A voice for newcomers in Sweden

‘I am a human being just like you. There is no difference’

The scene at the first MIG Talks discussion. Photo: The Local

Published: 18.Mar.2016 17:39 hrs

Those are the words of Omar Atrash, who arrived in Sweden from Syria in 2012 and shared his reflections through MIG Talks, a new communications initiative launched this week.

Omar, a 28-year-old academic with a philosophy degree, now lives in suburban Stockholm. He was one of ten people who shared their stories on Monday at an event in Stockholm.

The discussion also included representatives from more than a dozen different stakeholder organizations and public agencies who are also part of MIG Talks, a joint communications effort initiated by the Swedish Migration Agency (Migrationsverket) that features a series of discussions, events, and other communications initiatives to be held throughout 2016

The aim of MIG Talks is to foster better knowledge and understanding about migration to Sweden by creating a forum for exchanging information, experiences, and perspectives.

By sharing individual stories and views from both newcomers and different stakeholders, MIG Talks can contribute to a more nuanced and inclusive public discussion about migration and the people affected by it.

All ten people who spoke at Monday’s MIG Talks event came to Sweden seeking protection from persecution in their home countries – and all ten discussed the challenges of dealing with different labels and assumptions in their new country.

“I feel like others always put me in a box – ‘gay’, ‘Syrian’, ‘refugee’ – and I’m always trying to climb out of those boxes,” said Logal Kako, a self-described literature buff who fell in love with the English language after reading Shakespeare.

'A different person'

Jihad Eshmawi, also from Syria, compared his boat ride over the Mediterranean to a funeral marking the end of a previous life, but which – in that moment – had no promise of an ‘afterlife’ of safety in Europe.

“I’m a totally different person now. Those seven days at sea changed my view of life,” he said. He was quick to add, however, that he could do without people’s sympathy.

“It’s not at all comforting to get sympathy. It feels belittling,” he added.

Meanwhile, Hewan from Eritrea described her horror and confusion about what Europe had to offer when she ended up in a prison in Greece, repeating the theme that she would never be the same person again.

“I’m a different person, but I’m a survivor. I carry on,” she said.

The discussion also touched on people’s experience in a new country and how they dealt with people in Sweden who had varying degrees of understanding about where they’d come from.

“I had someone ask me if we had trees in Syria,” said Perwin Mustafa, who now lives in Borlänge in central Sweden.

May Samhouri, also from Syria, told of debating with a friend who suggested May should no longer wear a headscarf now that she lived in Sweden, to which May responded that her participation in Swedish society had nothing to do with an item of clothing.

Logal chimed in on the theme of combining customs and traditions from more than one country.

“Sure, introduce me to the new culture, but don’t kill my old one,” he added.

Vist the MIG Talks website (in Sweden)

Visit MIG Talks on Facebook

Use the MIG Talks hashtag on Twitter: #MIGTalks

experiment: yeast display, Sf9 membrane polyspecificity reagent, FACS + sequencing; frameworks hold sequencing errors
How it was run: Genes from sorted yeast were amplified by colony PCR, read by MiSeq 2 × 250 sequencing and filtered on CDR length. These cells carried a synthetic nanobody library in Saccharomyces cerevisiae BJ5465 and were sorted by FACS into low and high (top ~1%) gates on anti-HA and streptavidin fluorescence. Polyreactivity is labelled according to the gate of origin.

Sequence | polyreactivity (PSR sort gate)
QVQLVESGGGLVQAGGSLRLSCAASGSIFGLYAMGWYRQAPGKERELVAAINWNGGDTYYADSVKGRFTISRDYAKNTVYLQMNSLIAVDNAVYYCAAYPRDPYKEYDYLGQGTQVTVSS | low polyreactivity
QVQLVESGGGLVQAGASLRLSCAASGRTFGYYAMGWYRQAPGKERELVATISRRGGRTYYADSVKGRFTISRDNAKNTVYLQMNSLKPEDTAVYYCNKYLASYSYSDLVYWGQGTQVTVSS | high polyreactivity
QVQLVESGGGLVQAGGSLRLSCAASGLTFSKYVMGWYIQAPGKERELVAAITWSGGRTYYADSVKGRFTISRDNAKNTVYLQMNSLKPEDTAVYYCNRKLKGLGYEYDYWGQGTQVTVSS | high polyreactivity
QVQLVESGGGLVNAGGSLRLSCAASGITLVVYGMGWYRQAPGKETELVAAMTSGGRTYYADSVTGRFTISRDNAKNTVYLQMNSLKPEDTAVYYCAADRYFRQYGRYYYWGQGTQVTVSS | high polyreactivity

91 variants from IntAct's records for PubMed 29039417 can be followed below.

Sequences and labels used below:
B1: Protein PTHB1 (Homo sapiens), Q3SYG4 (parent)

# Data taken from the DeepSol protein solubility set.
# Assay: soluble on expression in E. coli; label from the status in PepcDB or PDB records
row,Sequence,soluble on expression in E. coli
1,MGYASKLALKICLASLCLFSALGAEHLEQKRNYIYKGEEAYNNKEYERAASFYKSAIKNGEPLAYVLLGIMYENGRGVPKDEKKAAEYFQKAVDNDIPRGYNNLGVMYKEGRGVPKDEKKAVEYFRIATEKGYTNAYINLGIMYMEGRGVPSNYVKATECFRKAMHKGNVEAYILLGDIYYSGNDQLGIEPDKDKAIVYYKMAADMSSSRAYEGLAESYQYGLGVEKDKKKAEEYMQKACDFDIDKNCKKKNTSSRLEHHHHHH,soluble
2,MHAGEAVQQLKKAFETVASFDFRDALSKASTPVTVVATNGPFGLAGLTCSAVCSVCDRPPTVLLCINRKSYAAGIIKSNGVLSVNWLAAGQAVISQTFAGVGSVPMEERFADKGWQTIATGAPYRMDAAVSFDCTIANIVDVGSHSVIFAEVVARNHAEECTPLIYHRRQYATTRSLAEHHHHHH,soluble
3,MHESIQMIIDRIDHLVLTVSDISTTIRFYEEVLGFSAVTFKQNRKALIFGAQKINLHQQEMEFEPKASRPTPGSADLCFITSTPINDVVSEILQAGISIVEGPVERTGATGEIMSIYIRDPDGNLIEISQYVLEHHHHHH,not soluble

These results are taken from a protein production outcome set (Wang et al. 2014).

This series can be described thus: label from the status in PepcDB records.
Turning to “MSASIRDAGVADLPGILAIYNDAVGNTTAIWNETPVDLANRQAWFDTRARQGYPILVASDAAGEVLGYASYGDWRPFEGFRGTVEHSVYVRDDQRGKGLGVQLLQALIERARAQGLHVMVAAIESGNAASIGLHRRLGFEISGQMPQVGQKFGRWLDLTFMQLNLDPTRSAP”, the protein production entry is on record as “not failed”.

Editor's Note: The Local, through The Local Voices, is a participating partner in MIG Talks.

More Stories

Swede's Employment Minister Ylva Johansson, Foreign Minister Margot Wallström, and US Ambassador Azita Raji. Photo: US Embassy

How can refugee women make their mark in Sweden?

Swedish ministers, the US ambassador, and organizations promoting gender equality and refugee integration met in Stockholm last week to discuss the role of refugee women inin their host country. The Local Voices was there. READ
Cameras are due to be installed along all road crossings between the two countries after a trial run resulted in treble the amount of drug runs being busted. READ
Photographer Paul Hansen thanked his lucky stars for surviving sniper fire while covering the battle for the Isis-held city of Mosul in Iraq. READ
Sweden's Prime Minister Stefan Löfven has visited Saudi Arabia a year and a half after relations turned frosty in a major diplomatic row. READ
Meet the web developer and entrepreneur using traditional Scottish ceilidh dancing to break the ice with Swedes. READ
Ratiba says living in Sweden will "give a new meaning" to her life.

Alienation in Sweden feels better: I find myself a stranger among scores of aliens

Ratiba Hanoush, 28, left Syria for Turkey in 2012 before arriving in Sweden last year. She admits that she still feels like an outsider, but explains why she is happier here than at home. READ
Paul Hansen, a photographer working for Swedish daily Dagens Nyheter, has sustained light injuries after being hit by what appears to be a sniper while covering the battle for the Isis-held city of Mosul in Iraq. READ
Hundreds of people on Saturday turned out for a torchlight procession in the small town of Trollhättan in southwestern Sweden to honour the victims of last year’s deadly school attack there. READ
Sweden's environment minister on Saturday urged the European Union to ban petrol and diesel-powered vehicles from 2030. READ
Hundreds of people on Saturday demonstrated in Stockholm and in many other parts of the country to protest Sweden’s tough new laws on asylum-seekers. READ
Justus and Emma

A layover at Qatar airport brought this Swedish-Kenyan couple together - now they're heading for marriage

Closeness, selflessness, and pleasure; falling in love is a strange but wonderful human experience. READ